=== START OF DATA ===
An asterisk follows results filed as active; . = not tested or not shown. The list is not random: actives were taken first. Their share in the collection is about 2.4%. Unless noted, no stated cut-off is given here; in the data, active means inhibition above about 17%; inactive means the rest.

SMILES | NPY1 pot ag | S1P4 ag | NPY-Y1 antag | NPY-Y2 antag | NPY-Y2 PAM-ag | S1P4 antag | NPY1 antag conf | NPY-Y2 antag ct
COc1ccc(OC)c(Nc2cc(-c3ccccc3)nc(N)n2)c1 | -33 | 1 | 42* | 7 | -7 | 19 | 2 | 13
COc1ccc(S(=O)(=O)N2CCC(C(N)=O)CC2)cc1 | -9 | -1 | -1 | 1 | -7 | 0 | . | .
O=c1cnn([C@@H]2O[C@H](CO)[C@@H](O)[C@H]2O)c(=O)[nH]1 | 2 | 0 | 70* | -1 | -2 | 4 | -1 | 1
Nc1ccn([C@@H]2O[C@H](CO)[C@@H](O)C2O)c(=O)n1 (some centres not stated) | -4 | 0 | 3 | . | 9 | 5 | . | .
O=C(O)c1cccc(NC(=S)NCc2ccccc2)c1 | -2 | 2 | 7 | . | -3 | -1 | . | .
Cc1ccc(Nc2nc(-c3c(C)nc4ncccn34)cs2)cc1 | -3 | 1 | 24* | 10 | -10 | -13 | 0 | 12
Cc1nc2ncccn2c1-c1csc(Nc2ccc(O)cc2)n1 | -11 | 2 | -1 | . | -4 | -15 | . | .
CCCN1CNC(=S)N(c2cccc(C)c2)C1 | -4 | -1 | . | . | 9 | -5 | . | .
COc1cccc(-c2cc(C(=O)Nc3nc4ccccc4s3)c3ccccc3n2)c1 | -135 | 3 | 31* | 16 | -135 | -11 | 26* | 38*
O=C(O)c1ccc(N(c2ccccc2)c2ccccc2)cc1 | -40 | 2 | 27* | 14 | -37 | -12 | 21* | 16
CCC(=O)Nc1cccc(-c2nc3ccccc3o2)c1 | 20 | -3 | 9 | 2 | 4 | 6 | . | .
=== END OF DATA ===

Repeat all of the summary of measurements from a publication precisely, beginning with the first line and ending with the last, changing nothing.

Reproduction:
An asterisk follows results filed as active; . = not tested or not shown. The list is not random: actives were taken first. Their share in the collection is about 2.4%. Unless noted, no stated cut-off is given here; in the data, active means inhibition above about 17%; inactive means the rest.

SMILES | NPY1 pot ag | S1P4 ag | NPY-Y1 antag | NPY-Y2 antag | NPY-Y2 PAM-ag | S1P4 antag | NPY1 antag conf | NPY-Y2 antag ct
COc1ccc(OC)c(Nc2cc(-c3ccccc3)nc(N)n2)c1 | -33 | 1 | 42* | 7 | -7 | 19 | 2 | 13
COc1ccc(S(=O)(=O)N2CCC(C(N)=O)CC2)cc1 | -9 | -1 | -1 | 1 | -7 | 0 | . | .
O=c1cnn([C@@H]2O[C@H](CO)[C@@H](O)[C@H]2O)c(=O)[nH]1 | 2 | 0 | 70* | -1 | -2 | 4 | -1 | 1
Nc1ccn([C@@H]2O[C@H](CO)[C@@H](O)C2O)c(=O)n1 (some centres not stated) | -4 | 0 | 3 | . | 9 | 5 | . | .
O=C(O)c1cccc(NC(=S)NCc2ccccc2)c1 | -2 | 2 | 7 | . | -3 | -1 | . | .
Cc1ccc(Nc2nc(-c3c(C)nc4ncccn34)cs2)cc1 | -3 | 1 | 24* | 10 | -10 | -13 | 0 | 12
Cc1nc2ncccn2c1-c1csc(Nc2ccc(O)cc2)n1 | -11 | 2 | -1 | . | -4 | -15 | . | .
CCCN1CNC(=S)N(c2cccc(C)c2)C1 | -4 | -1 | . | . | 9 | -5 | . | .
COc1cccc(-c2cc(C(=O)Nc3nc4ccccc4s3)c3ccccc3n2)c1 | -135 | 3 | 31* | 16 | -135 | -11 | 26* | 38*
O=C(O)c1ccc(N(c2ccccc2)c2ccccc2)cc1 | -40 | 2 | 27* | 14 | -37 | -12 | 21* | 16
CCC(=O)Nc1cccc(-c2nc3ccccc3o2)c1 | 20 | -3 | 9 | 2 | 4 | 6 | . | .